Numbers: 23, 89, 140
One of Paris’ oldest streets traced onto an earlier Roman road it dates back to the 3rd century AD when the old Roman town on the left bank was being abandoned in favour of the safer, fortified smaller location on the île de la Cité.
The road falls away on the south side of the Sainte-Genevieve hill. Its name could come from a corruption of the place name, Mont Cétard, to Mont Fétard and eventually becoming Mouffetard. Alternatively, the old French word ‘moufette‘ used to mean an awful smell, and it could be that this is its origin.
No. 23 was an important address for the interwar left in Paris. In 1933 Daniel Guérin organised meetings there for antifascist German refugees.
In 1935 it housed the offices of Marceau Pivert‘s Revolutionary Left newspaper, and in 1936 the anarchist journal ‘Spartacus’ Notebooks’ where Victor Serge published ‘16 shot: Where is the Russian Revolution going?‘.
In June 1848 a barricade went up across the road at No. 89. On June 23 1848 a company of the Mobile Guard was disarmed here.
Perhaps unsurprisingly, given it was a very cheap area in which to live, and the numbers of political refugees coming to Paris, for nearly two decades from 1885, No. 140 was strongly associated with anarchist publications.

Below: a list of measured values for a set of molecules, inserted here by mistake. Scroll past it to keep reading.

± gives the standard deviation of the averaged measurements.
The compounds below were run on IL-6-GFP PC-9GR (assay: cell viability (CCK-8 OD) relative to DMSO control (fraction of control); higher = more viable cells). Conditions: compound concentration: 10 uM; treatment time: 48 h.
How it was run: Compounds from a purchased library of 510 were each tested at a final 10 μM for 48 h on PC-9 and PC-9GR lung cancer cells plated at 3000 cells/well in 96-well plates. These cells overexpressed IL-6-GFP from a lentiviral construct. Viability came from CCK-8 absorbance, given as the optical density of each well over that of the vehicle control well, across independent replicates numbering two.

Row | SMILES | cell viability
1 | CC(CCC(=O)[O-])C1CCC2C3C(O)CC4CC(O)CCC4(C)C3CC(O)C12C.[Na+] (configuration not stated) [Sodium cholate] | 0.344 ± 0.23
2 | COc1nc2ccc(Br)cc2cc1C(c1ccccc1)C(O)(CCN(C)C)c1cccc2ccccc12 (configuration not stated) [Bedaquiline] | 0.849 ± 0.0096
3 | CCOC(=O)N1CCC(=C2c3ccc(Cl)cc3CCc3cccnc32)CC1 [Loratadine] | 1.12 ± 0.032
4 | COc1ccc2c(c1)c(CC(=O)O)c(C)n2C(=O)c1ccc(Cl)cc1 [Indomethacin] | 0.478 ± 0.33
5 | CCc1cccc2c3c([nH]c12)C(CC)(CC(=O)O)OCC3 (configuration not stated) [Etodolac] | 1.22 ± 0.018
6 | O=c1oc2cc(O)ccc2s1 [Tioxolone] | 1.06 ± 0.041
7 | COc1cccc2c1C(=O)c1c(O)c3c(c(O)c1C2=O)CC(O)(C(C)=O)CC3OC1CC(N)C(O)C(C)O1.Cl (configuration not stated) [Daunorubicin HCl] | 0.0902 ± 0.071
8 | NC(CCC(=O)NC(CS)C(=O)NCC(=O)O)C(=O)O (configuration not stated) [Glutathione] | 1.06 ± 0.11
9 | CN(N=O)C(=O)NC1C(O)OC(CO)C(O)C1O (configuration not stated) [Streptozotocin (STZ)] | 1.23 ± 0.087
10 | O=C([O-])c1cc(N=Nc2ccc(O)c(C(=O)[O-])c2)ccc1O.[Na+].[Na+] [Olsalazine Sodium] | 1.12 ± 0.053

On 1 February 1885 Jean Grave launched a French-based edition of Kropotkin‘s anarchist journal Le Révolté at this address. After its presses were seized it changed its name to La Révolte. Among those who wrote for it were the exiled Élisée Reclus and Émile Pouget. Among its readers was Pierre Monatte.
From 4 May 1895 it changed its name to become Les Temps Nouveaux (New Times), which continued to publish up to August 1914, when almost all its writers supported the First World War’s ‘Holy Unity’ against Germany.
On 24 February 1889 Pouget launched the weekly anarchist newspaper Le Père Peinard from the same address. This was frequently raided by the police and the last number of its first series appeared on 21 February 1894, when Pouget escaped to London.
In 1871 Élie Reclus, who had been director of the National Library in Paris under the Paris Commune was hidden in the rue Mouffetard by a family friend for several weeks before escaping to London.